This gave the researchers a lead. Why not try to immunize patients against paralytic polio while the virus lingered in the bloodstream? As yet, there was no vaccine available. So Drs. Horstmann and Bodian gave small doses of gamma globulin (the blood fraction which contains antibodies to fight polio) to laboratory monkeys previously infected with polio virus. When the gamma-globulin shots were given, the animals did not develop paralytic polio; when they were not given the shots, they were paralyzed within 10 to 15 days.

On the basis of the successful experiments with monkeys, plans were made to set up the now famous gamma-globulin tests on children. In Provo, Utah, Houston, Texas, and Sioux City, Iowa, polio researchers under Dr. William McD. Hammon of Pittsburgh, proved beyond doubt the power of gamma globulin to prevent the paralytic form of polio in human beings. In these three large field tests, which cost the National Foundation for Infantile Paralysis over $1,500,000, the American Red Cross furnished enough gamma globulin to immunize 55,000 children. One injection protects a child for a period of five weeks following exposure to polio.

Blood donors needed to fight Polio

It takes about a pint of whole blood to make an average dose of GG to use in polio. To get enough of the serum for the needs of the 1953 polio season, the Red Cross has expanded its blood-collection program. The Red Cross will gather and process the blood and turn the gamma globulin over to the Office of Defense Mobilization. There, the blood derivative will be allocated to state health officers, who in turn will be responsible for local use in measles, infectious hepatitis (a serious virus disease of the liver) and infantile paralysis in epidemic areas. Because of its scarcity, GG will be given to children from one to 11 years only.

It has cost the National Foundation for Infantile Paralysis over $18,000,000 to reach the point where immunization can be promised. At the same time, the largest share of the March of Dimes funds about $140,000,000) has been spent on polio patients’ medical care during illness, and on expert rehabilitation therapy. More money will be needed for them, and for future victims of polio. But the dramatic research achievements of the last two years renew hope that soon every parent will be freed from the dread of infantile paralysis.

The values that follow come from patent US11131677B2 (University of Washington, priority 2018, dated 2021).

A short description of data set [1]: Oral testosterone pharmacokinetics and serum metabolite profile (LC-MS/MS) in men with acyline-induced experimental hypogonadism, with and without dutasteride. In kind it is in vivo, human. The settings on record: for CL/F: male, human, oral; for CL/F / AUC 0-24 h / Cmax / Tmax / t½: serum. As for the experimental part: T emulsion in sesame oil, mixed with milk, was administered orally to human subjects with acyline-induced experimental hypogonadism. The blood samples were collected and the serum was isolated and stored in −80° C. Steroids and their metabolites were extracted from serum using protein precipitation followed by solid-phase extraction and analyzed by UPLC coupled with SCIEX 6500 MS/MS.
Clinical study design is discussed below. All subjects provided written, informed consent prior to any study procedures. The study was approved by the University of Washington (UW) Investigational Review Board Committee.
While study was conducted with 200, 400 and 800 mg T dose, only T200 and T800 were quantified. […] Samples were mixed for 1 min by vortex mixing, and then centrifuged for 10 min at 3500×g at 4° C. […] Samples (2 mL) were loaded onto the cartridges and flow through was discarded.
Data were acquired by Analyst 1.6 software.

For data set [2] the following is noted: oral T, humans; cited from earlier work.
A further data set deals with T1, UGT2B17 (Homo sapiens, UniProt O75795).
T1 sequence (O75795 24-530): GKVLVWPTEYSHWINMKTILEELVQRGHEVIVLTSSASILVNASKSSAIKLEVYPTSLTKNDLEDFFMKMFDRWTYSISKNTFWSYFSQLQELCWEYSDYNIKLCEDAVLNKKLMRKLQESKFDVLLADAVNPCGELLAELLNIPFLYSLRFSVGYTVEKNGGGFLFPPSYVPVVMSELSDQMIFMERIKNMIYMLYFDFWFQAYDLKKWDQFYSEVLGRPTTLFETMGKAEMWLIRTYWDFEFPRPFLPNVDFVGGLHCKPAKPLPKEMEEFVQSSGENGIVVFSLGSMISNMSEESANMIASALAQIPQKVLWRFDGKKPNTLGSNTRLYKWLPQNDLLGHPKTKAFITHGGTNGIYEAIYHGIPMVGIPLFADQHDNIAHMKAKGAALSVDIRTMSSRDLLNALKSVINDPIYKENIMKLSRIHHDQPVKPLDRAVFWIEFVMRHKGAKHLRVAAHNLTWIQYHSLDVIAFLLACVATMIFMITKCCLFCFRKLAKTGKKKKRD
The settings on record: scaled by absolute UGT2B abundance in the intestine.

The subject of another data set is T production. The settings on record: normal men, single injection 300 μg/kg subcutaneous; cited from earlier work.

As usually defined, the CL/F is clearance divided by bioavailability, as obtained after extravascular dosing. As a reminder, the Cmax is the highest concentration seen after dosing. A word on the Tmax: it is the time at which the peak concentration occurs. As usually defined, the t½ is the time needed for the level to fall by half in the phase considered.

Until then as every polio specialist emphasizes, good treatment given promptly will help thousands of polio victims to recover with little or no after-effects.

That is why every mother and father must heed the warning signs: sore throat, a head cold, nausea and vomiting, fever, diarrhea, or sometimes constipation, loss of appetite, pain, particularly in the armns and leg muscles, and stiffness of the neck or back.

Tonsillectomy risky in polio season

The latest research confirms the theory that the chance of polio is increased by the removal of tonsils and adenoids during the polio season. Also, some scientists believe there is a link between the susceptibility to polio and the shots given to protect children against diphtheria and whooping cough. Shots can be given and tonsils and adenoids removed during the times when there is little or no polio in the neighborhood. 

Infantile paralysis kills about five percent of its victims. But new methods of treatment and faster and more accurate diagnosis are rapidly increasing the chance to live. Latest respirators and iron lungs are better than those models used 10 years ago. The reliable but awkward tank respirator has been replaced in many cases by a small, comfortable cylinder respirator, or even by a lightweight plastic chest respirator, which gives the patient a wider range of movement.

Electronic device aids breathing